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Collaboration is Hard: How to Work within Conflicting Points of View

August 2, 2011 at 12:40 pm PST

“If someone is very abusive, or very aggressive, I always try to think, why is this person so aggressive? And sometimes by even making a joke, or by trying to get more information about the person…you break the ice. And sometimes you have some surprising results”

Boris Dittrich, Advocacy Director for Human Rights Watch, spoke on collaboration at Cisco’s San Jose campus recently.  He told a story about his time as an openly gay Dutch parliament member:

I was still a member of the national parliament and a leader of my political party. We had created a new government and I was on television every night. So people usually said something when I walked down the street. Usually friendly.

Dittrich then recounted a less friendly encounter he had with a man as he walked from the train station to parliament: Read More »

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A world beyond clichés and labels

Whether it’s in a television comedy or a real life scenario, we’ve all experienced those excruciating moments when someone tries too hard to be culturally appropriate and ends up getting it wrong. Many of us avoid attempting shows of cultural awareness for fear of the offence we have the potential to cause.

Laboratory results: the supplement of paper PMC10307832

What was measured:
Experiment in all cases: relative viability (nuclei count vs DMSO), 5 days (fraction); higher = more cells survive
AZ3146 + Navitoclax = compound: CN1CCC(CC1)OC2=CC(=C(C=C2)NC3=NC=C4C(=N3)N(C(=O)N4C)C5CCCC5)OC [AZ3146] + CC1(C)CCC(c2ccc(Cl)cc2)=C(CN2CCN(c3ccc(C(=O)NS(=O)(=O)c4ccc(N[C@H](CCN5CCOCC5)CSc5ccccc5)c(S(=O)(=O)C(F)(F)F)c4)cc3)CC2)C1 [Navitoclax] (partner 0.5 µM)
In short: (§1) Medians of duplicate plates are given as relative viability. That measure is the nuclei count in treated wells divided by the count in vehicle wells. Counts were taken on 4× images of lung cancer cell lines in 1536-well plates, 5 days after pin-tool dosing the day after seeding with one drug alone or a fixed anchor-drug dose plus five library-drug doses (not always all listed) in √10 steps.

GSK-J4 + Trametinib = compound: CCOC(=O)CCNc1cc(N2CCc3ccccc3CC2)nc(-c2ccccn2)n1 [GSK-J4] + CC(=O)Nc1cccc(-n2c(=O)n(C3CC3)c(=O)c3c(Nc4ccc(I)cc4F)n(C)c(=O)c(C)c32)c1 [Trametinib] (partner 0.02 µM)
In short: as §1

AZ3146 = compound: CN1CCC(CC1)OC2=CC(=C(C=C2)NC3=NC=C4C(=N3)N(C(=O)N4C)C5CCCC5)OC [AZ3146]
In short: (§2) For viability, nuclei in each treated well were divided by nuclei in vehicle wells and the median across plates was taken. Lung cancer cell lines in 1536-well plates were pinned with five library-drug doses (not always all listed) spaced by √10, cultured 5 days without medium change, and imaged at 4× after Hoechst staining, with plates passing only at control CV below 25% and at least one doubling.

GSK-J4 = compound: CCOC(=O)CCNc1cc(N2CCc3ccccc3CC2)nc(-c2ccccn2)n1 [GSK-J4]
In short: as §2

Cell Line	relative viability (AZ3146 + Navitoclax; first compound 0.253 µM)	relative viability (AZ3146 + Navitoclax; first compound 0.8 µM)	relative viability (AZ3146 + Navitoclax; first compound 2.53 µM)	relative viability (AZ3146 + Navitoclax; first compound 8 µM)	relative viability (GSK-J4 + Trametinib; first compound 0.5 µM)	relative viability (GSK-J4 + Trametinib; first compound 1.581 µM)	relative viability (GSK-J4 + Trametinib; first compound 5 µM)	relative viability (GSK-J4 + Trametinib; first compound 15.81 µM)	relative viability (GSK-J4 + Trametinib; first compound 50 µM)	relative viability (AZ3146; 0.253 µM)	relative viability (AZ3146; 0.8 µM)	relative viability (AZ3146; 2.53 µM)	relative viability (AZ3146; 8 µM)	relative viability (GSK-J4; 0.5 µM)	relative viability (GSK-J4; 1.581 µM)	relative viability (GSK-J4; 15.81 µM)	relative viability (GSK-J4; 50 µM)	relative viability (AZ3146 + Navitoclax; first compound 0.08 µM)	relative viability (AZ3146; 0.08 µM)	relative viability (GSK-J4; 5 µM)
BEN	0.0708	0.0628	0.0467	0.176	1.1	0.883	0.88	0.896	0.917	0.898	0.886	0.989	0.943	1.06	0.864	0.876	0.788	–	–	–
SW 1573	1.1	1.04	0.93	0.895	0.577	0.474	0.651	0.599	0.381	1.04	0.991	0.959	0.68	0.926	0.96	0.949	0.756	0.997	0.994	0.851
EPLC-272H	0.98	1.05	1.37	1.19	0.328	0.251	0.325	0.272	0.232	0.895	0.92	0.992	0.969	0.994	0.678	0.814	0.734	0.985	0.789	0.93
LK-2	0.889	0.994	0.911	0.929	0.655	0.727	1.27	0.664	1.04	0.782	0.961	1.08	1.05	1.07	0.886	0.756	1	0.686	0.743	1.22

In a global marketplace, many brands (including our own) are looking to build brand awareness and customer loyalty in new markets where social mores and cultural histories are in marked contrast to their own. Yet customers in new markets can often share needs and characteristics with those in originating markets, making a global brand offering eminently possible.

Read More »

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A geek is a geek wherever you are: TechWomen 2011

July 13, 2011 at 1:40 pm PST

“This trip was worth everything I left behind for it. Now I have 36 sisters.” Thekra Dwairi is one of 37 women to participate in the inaugural TechWomen program funded by the U.S. Department of State’s Bureau of Educational and Cultural Affairs (ECA). The program paired women in Silicon Valley with their counterparts in the Middle East and North Africa for a professional mentorship and exchange program at leading technology companies.

Cisco had the honor of hosting the closing session for this 5 week program at its San Jose, CA headquarters. Each of the mentees presented their key technical and cultural learnings as well as their action plans for when they returned to their home countries: Algeria, Egypt, Jordan, Lebanon, Morocco, West Bank and Gaza.

Loubna Haouam of Algeria

Loubna Haouam discusses her goals upon returning to Algeria: exchanging knowledge, encouraging women to learn English and providing computer access

The mentees ranged widely in terms of their backgrounds.   Some work for international corporations, while others are local start-up founders.  Some are world travelers. One woman mentioned that this is her first time out of her hometown!  It was humbling to hear about the challenges these women manage on a day-to-day basis.  Just applying for the TechWomen program was a challenge for Egyptian participants.  The application deadline, February 1, was at the same time that the government shut down the internet—happily, an extension was provided. Read More »

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Simply Making a Big Impact

Often doing something simple can make a big impact.